In both a new album and an exhibition of paintings, the artist-musician holds nothing back from voice and vision.
Oh Me Oh My, by Lonnie Holley, Jagjaguwar; Lonnie Holley: The Eyes Were Always On Us, UTA Artist Space Atlanta, 1401 Peachtree Street NE, Atlanta, through April 29, 2023
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We are all being tested, Lonnie Holley insists in the opening lyric of his sixth and most ambitious studio album, Oh Me Oh My, which elaborates the material and psycho-spiritual aspects of the tests and cosmic obstacles he implies we cannot escape. “Testing” introduces the artist-singer’s heartbreak and near downfall as moments of potential awakening and resurrection. As with the physical assemblages he produced from the 1980s on—found scrap metal, fabric, and what some would consider detritus turned into elegiac shrines and functional structures—here he sculpts his life story in space and time, bringing the image of himself crawling around on hands and knees in quicksand into contrast with the idea of himself banished to the stillness of a statue. In 2023, we meet Lonnie Holley in this advanced stage of bloom and rebuttal; he refuses to stop testifying or to romanticize his persistence as heroism. It is a compulsion, he can’t hush, he admits on the album, which is speckled with bouts of evangelism. Like in 1979, when he began making art after carving two tombstones for his sister’s children, he is deploying all of the materials he has to accomplish what must be done. Nothing, not even his own weariness, is wasted.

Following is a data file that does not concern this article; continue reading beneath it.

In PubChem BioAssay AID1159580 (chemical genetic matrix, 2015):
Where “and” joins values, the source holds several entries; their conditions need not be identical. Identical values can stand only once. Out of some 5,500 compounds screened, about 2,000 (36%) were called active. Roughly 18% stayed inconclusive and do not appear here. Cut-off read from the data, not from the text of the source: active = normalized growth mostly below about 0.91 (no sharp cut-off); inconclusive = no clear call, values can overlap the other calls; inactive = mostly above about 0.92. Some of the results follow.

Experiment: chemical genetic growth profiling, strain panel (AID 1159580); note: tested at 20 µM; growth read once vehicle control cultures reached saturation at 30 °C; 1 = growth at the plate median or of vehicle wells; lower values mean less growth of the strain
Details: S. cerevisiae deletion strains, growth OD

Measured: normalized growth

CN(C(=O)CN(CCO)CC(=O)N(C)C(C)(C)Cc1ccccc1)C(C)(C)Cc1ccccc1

Whimsy confronted with austerity at every turn is one result that shows up in the sound and texture of this album. He renders himself a scarecrow and the child in the field walking toward it with miscreant tenacity, or working his way toward it through the harvest song by song, forbidden from turning back. You hear elements of Bill Withers’s modest divinity when Holley mentions a grandmother’s hands in the second song, “I Am a Part of the Wonder.” That casual reverence for the everyday mingles and blurs with an unrelenting social bluntness reminiscent of Gil Scott-Heron, as the voice shreds and shores itself to represent the tatters of the world it’s accusing of inadequacy. That inadequacy is the muse Holley-as-narrator sets out to overcome or diminish. Oh Me Oh My enlists both living and dead artists in the delicate chemistry of collaboration to regenerate the discarded fantasies wherein that muse lurks like a boogeyman. I wanted to play / I wanted to play, Holley repeats, reassuring himself of the purity of his creative impulses. At times the voices that join him feel superimposed, like the ghost silhouettes that recur as contiguous howls in his recent series of paintings, The Eyes Were Always On Us (now on view at the UTA Artist Space in Atlanta), as if you’re eavesdropping on his hallucinations.